Investing in well-managed companies with sustainable, growing businesses is the foundation for achieving good returns for shareholders as well as a better future for the planet and its people

One of the advantages of the investment trust structure is that trusts can use previously retained revenue earnings to sustain their own dividends to shareholders when there are fluctuations in dividends from the underlying investments. Accordingly, we used £19m of our revenue reserves to absorb the shortfall in current year revenue, after a decade during which these reserves had risen from £41m to £71m. The Board expects portfolio dividends to grow in coming years and it is the Company’s intention to continue to make use of these retained earnings to increase the dividend to shareholders annually while cover is rebuilt. If necessary, realised capital reserves could also be used, as part of a defined path towards our dividends once again being fully funded by revenue earnings. We have increased the dividend every year for the last 46 years, with the latest dividend being two and a half times that paid in 2010. The chart to the left shows the dividend’s growth over the past ten years, compared with inflation.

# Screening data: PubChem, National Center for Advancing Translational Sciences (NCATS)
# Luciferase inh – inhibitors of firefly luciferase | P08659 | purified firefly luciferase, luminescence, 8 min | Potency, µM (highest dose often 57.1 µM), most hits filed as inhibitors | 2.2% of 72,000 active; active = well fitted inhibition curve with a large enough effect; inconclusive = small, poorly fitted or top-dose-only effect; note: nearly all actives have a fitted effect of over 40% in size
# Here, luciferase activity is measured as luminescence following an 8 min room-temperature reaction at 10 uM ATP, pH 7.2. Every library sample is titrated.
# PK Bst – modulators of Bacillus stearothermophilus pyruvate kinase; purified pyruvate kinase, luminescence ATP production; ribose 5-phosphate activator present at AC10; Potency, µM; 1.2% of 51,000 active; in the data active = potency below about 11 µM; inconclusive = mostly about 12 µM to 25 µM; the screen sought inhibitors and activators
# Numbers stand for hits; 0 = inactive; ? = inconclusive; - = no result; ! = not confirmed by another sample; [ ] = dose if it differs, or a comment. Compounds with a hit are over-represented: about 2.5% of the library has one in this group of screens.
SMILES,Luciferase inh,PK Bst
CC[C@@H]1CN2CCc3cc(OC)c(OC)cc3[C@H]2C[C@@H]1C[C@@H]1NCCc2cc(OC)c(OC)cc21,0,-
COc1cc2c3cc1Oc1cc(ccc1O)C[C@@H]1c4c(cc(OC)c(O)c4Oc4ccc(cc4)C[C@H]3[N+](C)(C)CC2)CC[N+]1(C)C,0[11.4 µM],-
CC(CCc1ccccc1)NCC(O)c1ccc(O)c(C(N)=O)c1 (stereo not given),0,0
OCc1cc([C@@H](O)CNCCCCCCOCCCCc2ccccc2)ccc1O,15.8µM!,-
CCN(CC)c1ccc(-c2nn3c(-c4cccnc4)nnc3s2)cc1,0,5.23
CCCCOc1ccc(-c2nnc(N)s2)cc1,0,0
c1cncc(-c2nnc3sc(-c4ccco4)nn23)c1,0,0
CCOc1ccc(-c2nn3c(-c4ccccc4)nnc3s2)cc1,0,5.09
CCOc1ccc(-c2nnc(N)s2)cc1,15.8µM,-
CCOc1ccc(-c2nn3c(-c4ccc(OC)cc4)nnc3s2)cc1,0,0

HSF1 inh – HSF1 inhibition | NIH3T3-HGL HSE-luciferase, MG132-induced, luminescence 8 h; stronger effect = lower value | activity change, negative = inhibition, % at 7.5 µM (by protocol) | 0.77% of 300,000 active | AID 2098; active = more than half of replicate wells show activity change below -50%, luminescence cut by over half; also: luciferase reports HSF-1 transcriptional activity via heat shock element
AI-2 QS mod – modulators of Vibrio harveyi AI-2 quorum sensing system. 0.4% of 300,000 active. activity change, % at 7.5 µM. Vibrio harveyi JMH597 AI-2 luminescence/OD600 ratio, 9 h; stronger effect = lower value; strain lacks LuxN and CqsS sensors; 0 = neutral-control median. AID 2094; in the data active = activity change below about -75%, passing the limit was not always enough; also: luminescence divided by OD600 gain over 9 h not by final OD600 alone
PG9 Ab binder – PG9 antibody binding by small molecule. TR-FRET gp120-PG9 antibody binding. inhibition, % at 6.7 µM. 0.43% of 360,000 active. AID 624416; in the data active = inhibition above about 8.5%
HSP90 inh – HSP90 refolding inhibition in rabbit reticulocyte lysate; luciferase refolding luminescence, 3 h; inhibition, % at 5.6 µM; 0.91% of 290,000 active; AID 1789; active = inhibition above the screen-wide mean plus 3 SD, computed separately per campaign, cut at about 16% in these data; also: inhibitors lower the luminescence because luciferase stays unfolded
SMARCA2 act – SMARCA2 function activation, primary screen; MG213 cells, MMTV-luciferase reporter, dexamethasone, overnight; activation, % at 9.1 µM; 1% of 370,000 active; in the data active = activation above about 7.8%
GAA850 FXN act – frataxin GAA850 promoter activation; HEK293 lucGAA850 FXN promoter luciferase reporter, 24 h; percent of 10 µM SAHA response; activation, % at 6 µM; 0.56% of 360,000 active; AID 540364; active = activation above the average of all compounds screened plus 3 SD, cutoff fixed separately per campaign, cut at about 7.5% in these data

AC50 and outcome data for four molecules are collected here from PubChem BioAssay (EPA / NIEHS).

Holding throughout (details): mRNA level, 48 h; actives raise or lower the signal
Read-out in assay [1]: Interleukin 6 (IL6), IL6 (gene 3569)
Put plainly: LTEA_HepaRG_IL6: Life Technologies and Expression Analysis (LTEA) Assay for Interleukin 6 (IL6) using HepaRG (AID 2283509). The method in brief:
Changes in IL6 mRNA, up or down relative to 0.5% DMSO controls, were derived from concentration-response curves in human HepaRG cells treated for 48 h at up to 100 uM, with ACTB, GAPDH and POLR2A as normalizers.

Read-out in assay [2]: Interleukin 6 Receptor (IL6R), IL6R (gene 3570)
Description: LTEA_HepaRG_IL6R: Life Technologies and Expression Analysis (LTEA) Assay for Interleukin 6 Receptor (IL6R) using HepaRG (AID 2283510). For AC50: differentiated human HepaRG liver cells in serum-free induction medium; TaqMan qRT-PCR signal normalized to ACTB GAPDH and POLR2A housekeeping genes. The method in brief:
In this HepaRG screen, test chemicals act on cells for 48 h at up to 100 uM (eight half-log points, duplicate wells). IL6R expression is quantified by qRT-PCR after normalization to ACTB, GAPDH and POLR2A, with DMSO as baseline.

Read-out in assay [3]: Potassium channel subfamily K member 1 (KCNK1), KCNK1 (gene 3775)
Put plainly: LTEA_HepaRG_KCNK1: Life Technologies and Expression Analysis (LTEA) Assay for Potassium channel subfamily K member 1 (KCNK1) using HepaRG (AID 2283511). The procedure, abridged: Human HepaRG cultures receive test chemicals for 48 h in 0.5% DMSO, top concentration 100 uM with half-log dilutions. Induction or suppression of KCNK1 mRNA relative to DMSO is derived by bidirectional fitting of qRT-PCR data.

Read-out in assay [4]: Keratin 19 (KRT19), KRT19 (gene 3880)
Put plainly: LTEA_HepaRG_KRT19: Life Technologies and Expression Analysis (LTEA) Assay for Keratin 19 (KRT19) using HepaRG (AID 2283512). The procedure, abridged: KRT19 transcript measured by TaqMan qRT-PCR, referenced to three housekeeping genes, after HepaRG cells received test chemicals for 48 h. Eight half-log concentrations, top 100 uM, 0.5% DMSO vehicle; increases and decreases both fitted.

Board changes

Our previous Chairman, Harry Henderson, stood down at the AGM in 2020 after 32 years of service to Witan shareholders, 17 of them as Chairman. His was an outstanding tenure and I know that he was particularly sorry not to be able to say farewell in person at the AGM, owing to the pandemic-related restrictions on public meetings. At the meeting, he was elected by shareholders as Honorary President of the Company.

Richard Oldfield also stood down at the 2020 AGM, after nine years on the Board, serving as Chairman of the Remuneration and Nomination Committee since 2018. His investment and managerial experience and advice were of great value to the Company and will be sorely missed. Paul Yates succeeded him as Chairman of the Remuneration and Nomination Committee.